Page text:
After the CMP has been performed it is necessary to clean the wafer to remove any residue formed during the CMP.
At this juncture, interconnect lines are formed to contact plug 27. The interconnect lines may be formed in the dielectric layer 16 such that they contact a vertical sidewall of the contact plug 27 or may be formed overlying the dielectric layer 16 contacting the surface 28 of contact plug 27. The former process is called damascene. The later process is preferred and is more fully described below.
In FIG. 9 a conductive interconnect layer 32 has been deposited to overlie the dielectric layer 16 and contact plug 27. In the preferred embodiment the conductive layer 32 is an aluminum alloy comprising aluminum silicon copper, aluminum titanium, or aluminum copper. The conductive layer may also comprise other materials, such as alloys of copper, gold, titanium, or molybdenum. Although the conductive layer 32 may be deposited by any number of means, such as chemical vapor deposition or sputter deposition, sputter deposition is preferred. FIG. 9 also depicts the mask 34 overlying the conductive layer 32 and designed to provide an interconnect line contacting the contact plug 27.
Referring to FIG. 10, the conductive layer 32 has been etched with a dry plasma chemical etch and the interconnect line 36 remains. Alternate etch methods may be used. The contact plug 27 and interconnect line 36 are in electrical contact due to the coplanar nature of the contact plug 27 formed according to the preferred embodiment of the invention.
FIGS. 11 and 12 are micrographs taken with a high resolution scanning electron microscope.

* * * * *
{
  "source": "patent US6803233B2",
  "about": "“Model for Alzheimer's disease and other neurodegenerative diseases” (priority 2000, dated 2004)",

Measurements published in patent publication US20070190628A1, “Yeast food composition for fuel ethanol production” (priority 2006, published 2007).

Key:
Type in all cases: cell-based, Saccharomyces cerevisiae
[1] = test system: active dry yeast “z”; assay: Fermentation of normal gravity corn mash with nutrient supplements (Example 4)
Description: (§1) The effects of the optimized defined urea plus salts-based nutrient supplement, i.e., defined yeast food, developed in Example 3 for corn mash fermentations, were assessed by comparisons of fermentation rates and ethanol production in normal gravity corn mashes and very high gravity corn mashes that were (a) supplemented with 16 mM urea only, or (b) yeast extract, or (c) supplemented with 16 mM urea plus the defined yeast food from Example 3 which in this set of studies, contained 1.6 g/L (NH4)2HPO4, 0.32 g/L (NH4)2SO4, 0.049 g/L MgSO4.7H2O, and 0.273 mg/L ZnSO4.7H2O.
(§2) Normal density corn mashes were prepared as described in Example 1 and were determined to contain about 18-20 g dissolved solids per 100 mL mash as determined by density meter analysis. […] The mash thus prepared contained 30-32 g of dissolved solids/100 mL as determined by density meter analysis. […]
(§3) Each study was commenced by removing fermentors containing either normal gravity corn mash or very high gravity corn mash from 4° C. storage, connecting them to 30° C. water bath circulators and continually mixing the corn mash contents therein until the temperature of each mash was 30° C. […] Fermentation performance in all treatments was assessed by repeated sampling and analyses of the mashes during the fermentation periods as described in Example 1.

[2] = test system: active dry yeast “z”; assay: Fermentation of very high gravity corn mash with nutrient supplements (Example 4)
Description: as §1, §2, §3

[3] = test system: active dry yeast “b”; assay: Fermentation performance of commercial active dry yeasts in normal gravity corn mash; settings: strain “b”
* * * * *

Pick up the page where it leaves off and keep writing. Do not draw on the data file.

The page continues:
FIG. 11 is a cross sectional view of a micrograph depicting the composite layer forming the contact plug 27 and the interconnect line 36 overlying the contact plug 27; the contact plug formed according to the invention. It can be seen from FIG. 11 that the integrity of the contact plug 27 is excellent; step coverage is good and voids in the composite layer have been eliminated.
FIG. 12 is a plan view of a micrograph depicting the coplanar surface 26 of the dielectric layer and the surfaces 28 of the contact plugs formed according to the invention.
FIGS. 11 and 12 also depict the substantially coplanar nature of the surface 28 of the contact plugs with the surface 26 of the dielectric layer. The interconnect line 36 shown in FIG. 11 is in good electrical contact with the contact plug 27.
Although only several embodiments of the invention have been described herein, it will be apparent to one skilled in the art that changes and modifications may be made thereto without departing from the spirit and the scope of the invention as claimed.
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|Clasificación de EE.UU.||257/344, 427/555, 257/437, 438/642, 219/121.66, 257/E23.16, 257/E21.586, 438/672, 438/799, 438/660, 257/E21.583, 257/E21.303|
|Clasificación internacional||H01L23/532, H01L21/28, H01L21/321, H01L21/768|
|Clasificación cooperativa||H01L23/53223, H01L21/7684, H01L21/76879, H01L21/32115, H01L2924/0002|
|Clasificación europea||H01L21/321P, H01L21/768C4B, H01L23/532M1A4, H01L21/768C2|
|10 Jun 1991||AS||Assignment|
Owner name: MICRON TECHNOLOGY, INC., IDAHO
Free format text: ASSIGNMENT OF ASSIGNORS INTEREST.;ASSIGNORS:SANDHU, GURTEJ S.;YU, CHANG;DOAN, TRUNG T.;AND OTHERS;REEL/FRAME:005740/0384
Effective date: 19910607
|12 Abr 1994||CC||Certificate of correction|
|3 Ago 1995||FPAY||Fee payment|
Year of fee payment: 4
|13 Dic 1999||FPAY||Fee payment|
Year of fee payment: 8
|26 Nov 2003||FPAY||Fee payment|
Year of fee payment: 12